NotesFAQContact Us
Search Tips
ERIC Number: ED501541
Record Type: Non-Journal
Publication Date: 2008-Apr
Pages: 126
Abstractor: ERIC
Implementation of the Credit Enhancement for Charter School Facilities Program. Final Report
Temkin, Kenneth; Hong, Grace; Davis, Laurel; Bavin, William
US Department of Education
The number of charter schools has grown rapidly from 250 in 1995 to about 4,000 by 2007, now enrolling more than 1.1 million students in the United States. Charter schools face many challenges when they attempt to purchase or lease permanent facilities and frequently operate in temporary space that is poorly suited for delivering educational services. Unlike regular public schools, they typically do not have separate facilities funding from their school districts. Moreover, charter schools generally cannot issue bonds backed by property taxes to finance facilities. Finally, since charter schools often lack tangible assets and an operating history that could be used to support a loan application, securing facilities financing may be particularly problematic. In response to this problem, the U.S. Department of Education established the Credit Enhancement for Charter School Facilities Program, which makes available grants on a competitive basis to eligible entities which use Program funds for credit enhancements so that lenders will make loans for: (1) Acquisition of an interest in improved or unimproved real property that is necessary to commence or continue the operation of a charter school; and (2) Construction of new facilities, or the renovation, repair, or alteration of existing facilities, necessary to commence or continue the operation of a charter school. The purposes of this study are to describe how the Grantees implemented their activities, as outlined in their Program document. Findings include: (1) the Program provides for improved access of charter schools to capital markets for facilities (Credit enhancements funded by the Program reduce lenders' exposure to losses in the event that a charter school defaults on its loan, improving charter schools' access to capital markets and resulting in more lending than would have occurred without the Program); (2) the Program provides for better rates and terms on financing than would otherwise be available for the charter schools served by the Program Grantees (Many of the assisted schools, according to representatives of Grantees, commercial lenders, investment banks, and rating agencies, would not have received facility loans at any price before the Program, because lenders believed that these schools reflected a prohibitively high level of risk); (3) Results regarding the differences between a Vertically Integrated model and a Fully Distributed model of service are preliminary: analysis does not provide conclusive evidence that favors one model over another, but data suggest that both models of service play a significant role in facilitating capital investment in charter schools that otherwise would not be able to secure conventional financing (lending volume to date may be lower for Grantees using a Vertically Integrated model of service, but they appear more willing to serve slightly more risky charter schools than those supported by the credit enhancements provided by Grantees using a Fully Distributed model); (4) Grantees used selection criteria to choose assisted schools that include: extent to which the applicant selects geographic service areas in which a large proportion or number of public schools have been identified for improvement, corrective action, or restructuring; extent to which the applicant selects geographic service areas in which a large proportion of students perform below proficient on state academic assessments; and extent to which the applicant selected communities to serve with large proportions of low-income students; (5) Based on a review of loan-level data and information provided by Grantees and assisted schools, there was evidence that Grantees are using innovative methods, especially related to helping charter schools borrow directly from private lenders; and (6) Overall, the Grantees and assisted schools were highly positive about the Program and believe that it is making a difference in the market. Five appendixes are included: (1) Glossary of Terms; (2) Interviews Conducted; (3) Discussion Guides; (4) Characteristics of Census Tracts and Counties in Which High Schools Assisted by Grantees between FY 2003 and FY 2005 Were Located; and (5) Program Grant Recipients: FY 2002-FY 2007. (Contains 15 footnotes and 31 exhibits.)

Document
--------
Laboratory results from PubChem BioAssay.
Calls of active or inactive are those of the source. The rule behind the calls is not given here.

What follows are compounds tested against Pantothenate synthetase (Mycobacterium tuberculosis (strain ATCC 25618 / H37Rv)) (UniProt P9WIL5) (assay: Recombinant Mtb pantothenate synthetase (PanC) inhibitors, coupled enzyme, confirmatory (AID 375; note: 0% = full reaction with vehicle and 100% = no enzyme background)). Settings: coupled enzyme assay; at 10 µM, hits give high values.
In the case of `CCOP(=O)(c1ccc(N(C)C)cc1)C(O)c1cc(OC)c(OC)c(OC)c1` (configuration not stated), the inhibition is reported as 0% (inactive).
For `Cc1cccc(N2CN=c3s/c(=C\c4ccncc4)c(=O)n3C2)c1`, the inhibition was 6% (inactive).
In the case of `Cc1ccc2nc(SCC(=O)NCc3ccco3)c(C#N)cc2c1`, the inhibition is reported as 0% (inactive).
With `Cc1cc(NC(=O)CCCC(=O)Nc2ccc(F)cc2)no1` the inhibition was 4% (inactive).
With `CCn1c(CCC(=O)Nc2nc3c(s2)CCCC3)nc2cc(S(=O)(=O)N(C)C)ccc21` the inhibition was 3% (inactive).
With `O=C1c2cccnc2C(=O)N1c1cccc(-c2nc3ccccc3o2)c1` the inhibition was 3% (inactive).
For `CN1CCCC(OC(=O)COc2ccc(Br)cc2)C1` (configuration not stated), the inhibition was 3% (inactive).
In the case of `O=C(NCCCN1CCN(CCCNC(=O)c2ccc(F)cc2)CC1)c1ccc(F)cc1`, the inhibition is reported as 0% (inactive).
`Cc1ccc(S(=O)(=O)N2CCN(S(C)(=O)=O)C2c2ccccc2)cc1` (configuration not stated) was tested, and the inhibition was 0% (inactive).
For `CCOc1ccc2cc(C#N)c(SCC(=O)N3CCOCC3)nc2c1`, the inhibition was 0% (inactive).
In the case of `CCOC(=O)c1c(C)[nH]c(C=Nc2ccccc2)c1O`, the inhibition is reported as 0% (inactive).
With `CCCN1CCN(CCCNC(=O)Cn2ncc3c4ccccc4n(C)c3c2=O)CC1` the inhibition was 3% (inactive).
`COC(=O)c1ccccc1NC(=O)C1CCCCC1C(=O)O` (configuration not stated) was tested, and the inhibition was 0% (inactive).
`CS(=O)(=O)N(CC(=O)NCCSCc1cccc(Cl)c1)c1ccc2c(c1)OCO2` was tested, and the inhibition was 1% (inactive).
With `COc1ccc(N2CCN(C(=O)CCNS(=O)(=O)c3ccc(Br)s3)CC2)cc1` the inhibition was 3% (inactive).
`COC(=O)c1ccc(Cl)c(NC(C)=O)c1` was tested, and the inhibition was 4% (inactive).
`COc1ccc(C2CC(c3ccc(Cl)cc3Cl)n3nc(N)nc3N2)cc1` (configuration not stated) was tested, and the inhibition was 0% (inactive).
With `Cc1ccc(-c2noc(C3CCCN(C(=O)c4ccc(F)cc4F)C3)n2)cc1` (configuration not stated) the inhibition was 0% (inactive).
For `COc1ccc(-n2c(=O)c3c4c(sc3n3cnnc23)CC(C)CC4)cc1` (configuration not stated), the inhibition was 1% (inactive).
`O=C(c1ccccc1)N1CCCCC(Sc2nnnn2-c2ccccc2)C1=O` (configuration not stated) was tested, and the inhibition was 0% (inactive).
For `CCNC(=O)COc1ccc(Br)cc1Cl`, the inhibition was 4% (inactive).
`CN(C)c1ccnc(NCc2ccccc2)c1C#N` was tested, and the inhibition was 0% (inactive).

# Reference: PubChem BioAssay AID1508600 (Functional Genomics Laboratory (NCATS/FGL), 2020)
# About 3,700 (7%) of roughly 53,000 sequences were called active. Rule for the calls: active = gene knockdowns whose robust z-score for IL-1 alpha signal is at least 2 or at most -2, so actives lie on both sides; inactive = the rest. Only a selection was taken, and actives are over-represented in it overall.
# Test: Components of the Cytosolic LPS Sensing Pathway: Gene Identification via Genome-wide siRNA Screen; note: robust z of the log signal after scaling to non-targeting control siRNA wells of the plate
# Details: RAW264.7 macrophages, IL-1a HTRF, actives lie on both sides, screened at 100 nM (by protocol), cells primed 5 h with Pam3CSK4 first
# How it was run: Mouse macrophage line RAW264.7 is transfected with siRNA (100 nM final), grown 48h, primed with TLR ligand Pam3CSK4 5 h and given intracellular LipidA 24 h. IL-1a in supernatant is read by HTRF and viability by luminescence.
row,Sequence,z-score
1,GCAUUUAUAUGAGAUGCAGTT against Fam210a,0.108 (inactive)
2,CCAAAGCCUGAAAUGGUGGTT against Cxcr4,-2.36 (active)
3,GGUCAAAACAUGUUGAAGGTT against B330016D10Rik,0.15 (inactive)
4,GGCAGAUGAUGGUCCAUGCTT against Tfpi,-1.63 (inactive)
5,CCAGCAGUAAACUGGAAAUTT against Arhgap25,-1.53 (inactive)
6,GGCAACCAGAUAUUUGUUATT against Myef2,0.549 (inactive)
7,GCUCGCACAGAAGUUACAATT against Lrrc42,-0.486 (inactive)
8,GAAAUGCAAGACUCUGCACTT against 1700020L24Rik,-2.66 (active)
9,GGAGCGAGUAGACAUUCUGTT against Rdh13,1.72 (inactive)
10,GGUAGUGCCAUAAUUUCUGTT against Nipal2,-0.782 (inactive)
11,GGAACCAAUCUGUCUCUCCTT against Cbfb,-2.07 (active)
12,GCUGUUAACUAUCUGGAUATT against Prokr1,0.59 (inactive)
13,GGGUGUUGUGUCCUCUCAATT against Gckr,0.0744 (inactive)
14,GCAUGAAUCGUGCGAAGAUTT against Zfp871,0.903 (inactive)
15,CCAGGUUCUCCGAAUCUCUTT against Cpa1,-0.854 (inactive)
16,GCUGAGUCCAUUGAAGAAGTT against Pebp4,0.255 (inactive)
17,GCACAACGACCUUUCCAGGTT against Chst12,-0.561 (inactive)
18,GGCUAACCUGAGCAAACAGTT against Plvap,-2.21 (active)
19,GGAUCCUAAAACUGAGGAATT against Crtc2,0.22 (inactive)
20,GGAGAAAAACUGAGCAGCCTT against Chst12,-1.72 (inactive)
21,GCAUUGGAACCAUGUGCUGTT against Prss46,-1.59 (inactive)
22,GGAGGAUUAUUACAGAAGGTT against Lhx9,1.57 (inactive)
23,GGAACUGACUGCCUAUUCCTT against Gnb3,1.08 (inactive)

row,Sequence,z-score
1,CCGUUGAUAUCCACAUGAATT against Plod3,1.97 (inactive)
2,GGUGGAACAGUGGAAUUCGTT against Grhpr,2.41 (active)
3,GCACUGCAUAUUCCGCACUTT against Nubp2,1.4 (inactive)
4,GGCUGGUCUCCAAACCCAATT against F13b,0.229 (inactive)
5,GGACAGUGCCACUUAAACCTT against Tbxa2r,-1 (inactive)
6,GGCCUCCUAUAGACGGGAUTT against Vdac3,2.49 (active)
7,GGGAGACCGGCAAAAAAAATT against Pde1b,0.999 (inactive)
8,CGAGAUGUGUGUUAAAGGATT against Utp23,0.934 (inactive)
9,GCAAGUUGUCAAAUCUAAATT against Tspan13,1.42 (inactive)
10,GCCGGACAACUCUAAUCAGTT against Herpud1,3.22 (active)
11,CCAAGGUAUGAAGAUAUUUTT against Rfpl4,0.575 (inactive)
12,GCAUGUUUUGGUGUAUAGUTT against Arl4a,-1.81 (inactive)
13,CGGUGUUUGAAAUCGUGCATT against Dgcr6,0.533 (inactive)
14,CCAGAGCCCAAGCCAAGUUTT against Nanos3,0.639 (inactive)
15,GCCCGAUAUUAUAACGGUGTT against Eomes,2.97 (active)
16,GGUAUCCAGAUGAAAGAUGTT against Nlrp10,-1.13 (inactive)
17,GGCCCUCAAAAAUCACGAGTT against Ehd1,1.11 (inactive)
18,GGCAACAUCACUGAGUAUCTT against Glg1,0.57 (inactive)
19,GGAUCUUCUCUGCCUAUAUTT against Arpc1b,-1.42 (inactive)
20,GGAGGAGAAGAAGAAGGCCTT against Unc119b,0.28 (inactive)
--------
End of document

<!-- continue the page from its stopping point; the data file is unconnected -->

US Department of Education. Available from: ED Pubs. P.O. Box 1398, Jessup, MD 20794-1398. Tel: 877-433-7827; Fax: 301-470-1244; Web site:
Publication Type: Reports - Evaluative; Tests/Questionnaires
Education Level: Elementary Secondary Education
Audience: N/A
Language: English
Sponsor: N/A
Authoring Institution: Office of Planning, Evaluation and Policy Development (ED), Policy and Program Studies Service
Grant or Contract Numbers: N/A